In practice intangible assets can refer to different things, but are generally used to mean economic assets which do not have physical substance or form, or are not tangible.Intangible assets include brands, goodwill, customer relationships, software and intellectual property related rights.




Valuation can be done of many structures :


1. Agricultural Valuation Types

Orchards & Vineyards 


Grain silo's


Commercial farms


Trading stores




Pastures and grazing farms


Irrigation farms


Township establishment


Annual crop farms


Game farms


Intensive crop farms


Grain/Wheat farms




Special rights


Specialised farming









2. Commercial Valuation Types



Light and heavy industrial

Retail in general

Offices and office parks

Regional shopping Centers

Community shopping Centers


Neighborhood shopping Centers

Local convenience stores

Retail warehouses

Specialized centers

Value centers


Residential developments

High rise developments

High tech developments

Techno parks





3. Specialised Valuation Types



Churches and religious properties

Schools, educational and related institutions

Sport fields and clubs

Golf courses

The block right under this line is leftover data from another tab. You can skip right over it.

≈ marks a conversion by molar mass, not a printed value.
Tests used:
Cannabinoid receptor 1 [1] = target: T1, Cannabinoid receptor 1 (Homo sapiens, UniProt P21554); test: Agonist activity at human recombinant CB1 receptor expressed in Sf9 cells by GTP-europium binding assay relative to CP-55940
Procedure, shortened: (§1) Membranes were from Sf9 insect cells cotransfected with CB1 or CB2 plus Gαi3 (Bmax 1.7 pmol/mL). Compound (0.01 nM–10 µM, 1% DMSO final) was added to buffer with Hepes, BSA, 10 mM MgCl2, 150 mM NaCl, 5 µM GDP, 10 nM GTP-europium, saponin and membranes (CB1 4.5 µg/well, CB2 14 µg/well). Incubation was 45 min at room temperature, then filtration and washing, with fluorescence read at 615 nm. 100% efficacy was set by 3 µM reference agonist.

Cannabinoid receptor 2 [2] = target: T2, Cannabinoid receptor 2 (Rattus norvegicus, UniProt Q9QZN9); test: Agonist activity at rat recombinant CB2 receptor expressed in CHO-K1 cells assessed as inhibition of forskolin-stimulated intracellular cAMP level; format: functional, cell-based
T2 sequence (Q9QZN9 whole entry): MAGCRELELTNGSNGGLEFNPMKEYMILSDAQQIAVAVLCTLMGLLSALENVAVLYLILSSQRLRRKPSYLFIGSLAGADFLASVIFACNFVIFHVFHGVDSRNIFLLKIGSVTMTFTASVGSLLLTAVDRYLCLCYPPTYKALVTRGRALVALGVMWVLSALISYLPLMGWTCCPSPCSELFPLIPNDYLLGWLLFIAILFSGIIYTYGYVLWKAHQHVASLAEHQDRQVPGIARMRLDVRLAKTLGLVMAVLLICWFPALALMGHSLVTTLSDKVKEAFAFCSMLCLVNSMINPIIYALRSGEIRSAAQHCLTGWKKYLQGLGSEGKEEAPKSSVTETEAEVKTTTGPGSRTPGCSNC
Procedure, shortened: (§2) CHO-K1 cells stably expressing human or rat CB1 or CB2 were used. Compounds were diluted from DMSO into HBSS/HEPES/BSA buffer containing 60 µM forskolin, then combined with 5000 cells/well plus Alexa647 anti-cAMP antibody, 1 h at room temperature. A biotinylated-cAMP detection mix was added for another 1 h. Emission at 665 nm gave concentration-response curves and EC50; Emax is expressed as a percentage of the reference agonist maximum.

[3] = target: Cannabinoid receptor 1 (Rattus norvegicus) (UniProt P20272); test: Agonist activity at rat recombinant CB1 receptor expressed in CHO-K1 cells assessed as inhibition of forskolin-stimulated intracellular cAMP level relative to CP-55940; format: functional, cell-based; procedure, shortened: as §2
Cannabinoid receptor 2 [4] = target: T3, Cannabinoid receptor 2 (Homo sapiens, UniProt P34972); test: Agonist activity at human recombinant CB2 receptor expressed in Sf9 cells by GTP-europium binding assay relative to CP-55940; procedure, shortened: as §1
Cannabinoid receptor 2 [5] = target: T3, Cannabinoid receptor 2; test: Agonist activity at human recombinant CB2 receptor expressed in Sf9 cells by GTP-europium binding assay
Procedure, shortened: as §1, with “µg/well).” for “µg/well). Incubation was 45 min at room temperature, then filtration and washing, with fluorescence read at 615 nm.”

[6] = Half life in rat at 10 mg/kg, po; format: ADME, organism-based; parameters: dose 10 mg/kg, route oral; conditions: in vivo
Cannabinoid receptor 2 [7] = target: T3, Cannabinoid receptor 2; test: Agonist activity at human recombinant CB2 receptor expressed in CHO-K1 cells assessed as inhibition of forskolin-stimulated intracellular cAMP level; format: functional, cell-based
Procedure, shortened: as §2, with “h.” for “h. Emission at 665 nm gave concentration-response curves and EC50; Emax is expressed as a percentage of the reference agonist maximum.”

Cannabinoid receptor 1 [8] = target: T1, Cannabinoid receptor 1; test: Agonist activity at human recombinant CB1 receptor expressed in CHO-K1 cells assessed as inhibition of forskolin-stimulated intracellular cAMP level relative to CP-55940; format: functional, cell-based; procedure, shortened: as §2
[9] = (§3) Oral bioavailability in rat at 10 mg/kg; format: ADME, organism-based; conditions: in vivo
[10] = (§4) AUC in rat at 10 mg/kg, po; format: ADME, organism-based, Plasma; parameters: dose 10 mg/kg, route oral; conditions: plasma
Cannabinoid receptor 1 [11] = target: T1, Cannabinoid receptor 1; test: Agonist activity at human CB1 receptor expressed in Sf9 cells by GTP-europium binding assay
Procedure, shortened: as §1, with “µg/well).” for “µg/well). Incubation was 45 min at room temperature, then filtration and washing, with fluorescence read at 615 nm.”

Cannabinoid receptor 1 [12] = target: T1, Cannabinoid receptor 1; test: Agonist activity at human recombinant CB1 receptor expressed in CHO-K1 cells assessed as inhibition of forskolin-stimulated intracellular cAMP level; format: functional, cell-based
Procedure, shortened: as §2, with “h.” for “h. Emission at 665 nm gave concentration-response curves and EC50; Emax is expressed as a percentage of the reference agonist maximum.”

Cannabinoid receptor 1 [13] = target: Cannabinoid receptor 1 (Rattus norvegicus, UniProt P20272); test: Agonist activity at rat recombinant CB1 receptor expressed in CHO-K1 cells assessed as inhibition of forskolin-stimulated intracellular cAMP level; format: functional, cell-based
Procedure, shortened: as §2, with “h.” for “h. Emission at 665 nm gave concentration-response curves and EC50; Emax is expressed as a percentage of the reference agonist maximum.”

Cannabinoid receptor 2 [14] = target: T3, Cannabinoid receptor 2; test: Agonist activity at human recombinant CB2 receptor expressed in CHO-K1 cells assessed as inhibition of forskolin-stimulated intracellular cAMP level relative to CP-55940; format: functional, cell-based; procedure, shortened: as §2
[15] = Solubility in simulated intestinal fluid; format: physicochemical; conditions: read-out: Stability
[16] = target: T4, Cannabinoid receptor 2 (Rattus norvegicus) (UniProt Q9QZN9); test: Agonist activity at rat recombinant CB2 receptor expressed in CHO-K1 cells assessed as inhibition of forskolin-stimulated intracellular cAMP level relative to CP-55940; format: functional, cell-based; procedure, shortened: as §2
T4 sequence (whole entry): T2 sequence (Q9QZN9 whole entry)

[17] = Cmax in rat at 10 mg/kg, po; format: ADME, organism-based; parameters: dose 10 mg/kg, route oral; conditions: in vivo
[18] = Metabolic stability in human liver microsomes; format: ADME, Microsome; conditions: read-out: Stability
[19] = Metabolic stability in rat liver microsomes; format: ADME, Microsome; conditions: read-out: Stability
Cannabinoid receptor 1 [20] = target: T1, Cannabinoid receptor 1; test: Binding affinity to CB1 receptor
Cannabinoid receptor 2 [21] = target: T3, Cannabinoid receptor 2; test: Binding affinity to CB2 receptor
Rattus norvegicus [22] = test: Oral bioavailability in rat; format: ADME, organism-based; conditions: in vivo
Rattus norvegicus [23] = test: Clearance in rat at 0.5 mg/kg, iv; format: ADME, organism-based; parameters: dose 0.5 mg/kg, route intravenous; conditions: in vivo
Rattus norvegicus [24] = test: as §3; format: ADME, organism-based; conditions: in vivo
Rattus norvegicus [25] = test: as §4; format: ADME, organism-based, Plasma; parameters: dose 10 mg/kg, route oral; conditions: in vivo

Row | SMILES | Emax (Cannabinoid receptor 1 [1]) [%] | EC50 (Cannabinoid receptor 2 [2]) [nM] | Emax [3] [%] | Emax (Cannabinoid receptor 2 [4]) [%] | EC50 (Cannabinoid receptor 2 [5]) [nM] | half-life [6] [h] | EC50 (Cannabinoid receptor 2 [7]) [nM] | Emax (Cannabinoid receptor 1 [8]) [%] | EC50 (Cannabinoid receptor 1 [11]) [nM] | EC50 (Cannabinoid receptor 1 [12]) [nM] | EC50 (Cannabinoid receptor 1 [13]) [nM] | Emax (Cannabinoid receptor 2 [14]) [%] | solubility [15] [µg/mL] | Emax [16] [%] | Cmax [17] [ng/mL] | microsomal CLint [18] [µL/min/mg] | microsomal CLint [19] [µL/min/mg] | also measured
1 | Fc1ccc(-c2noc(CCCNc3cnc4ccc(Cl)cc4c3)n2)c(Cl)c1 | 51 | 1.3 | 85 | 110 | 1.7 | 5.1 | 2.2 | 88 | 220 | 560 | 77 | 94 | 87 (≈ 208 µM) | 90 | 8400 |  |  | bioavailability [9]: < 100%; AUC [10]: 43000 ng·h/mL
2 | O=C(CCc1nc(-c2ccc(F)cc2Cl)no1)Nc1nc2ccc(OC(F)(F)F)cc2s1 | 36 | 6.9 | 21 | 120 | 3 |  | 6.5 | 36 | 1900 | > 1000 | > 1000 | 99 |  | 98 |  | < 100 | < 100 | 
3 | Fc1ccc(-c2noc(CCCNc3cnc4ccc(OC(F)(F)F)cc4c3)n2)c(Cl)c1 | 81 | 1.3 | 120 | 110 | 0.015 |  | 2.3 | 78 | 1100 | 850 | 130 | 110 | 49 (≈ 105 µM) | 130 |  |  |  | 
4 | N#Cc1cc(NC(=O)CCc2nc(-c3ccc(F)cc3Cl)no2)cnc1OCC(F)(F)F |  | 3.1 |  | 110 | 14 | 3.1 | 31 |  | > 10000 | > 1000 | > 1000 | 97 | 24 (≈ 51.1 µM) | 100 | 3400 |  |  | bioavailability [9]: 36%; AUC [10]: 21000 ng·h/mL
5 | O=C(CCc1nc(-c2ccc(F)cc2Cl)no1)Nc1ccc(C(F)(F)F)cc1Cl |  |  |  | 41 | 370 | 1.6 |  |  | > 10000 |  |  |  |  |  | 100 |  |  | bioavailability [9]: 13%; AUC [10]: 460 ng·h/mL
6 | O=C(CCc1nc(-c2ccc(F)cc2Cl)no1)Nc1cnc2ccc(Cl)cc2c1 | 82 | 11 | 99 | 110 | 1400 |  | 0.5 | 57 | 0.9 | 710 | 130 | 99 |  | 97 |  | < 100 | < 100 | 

Public and private open spaces

Sporting and recreational properties


Crematoria and Cemeteries

Township establishment



Hotels/lodges/guest houses

Conference centers

Filling stations



Water and sewer works



Land restitution Insolvency

Deceased estates

Divorce cases


Assessment rates

Rights in land


Movable assets,


Plant and machinery,



Commercial and residential content etc.


Valuation Engagement

There are several different types of valuation engagement that can be undertaken depending on your circumstances. These include:

1.Calculation Engagement


2.Limited Scope Engagement

3.Full Valuation Engagement

4.Shadow Expert Report

5.Business Appraisal


All valuation engagements are completed for a fixed price which is quoted up front.

The valuation can be turned around within a week.

Calculation Engagement

A calculation engagement is an engagement where the Valuer and the client agree on the valuation approaches, valuation methods and valuation procedures the Valuer will employ.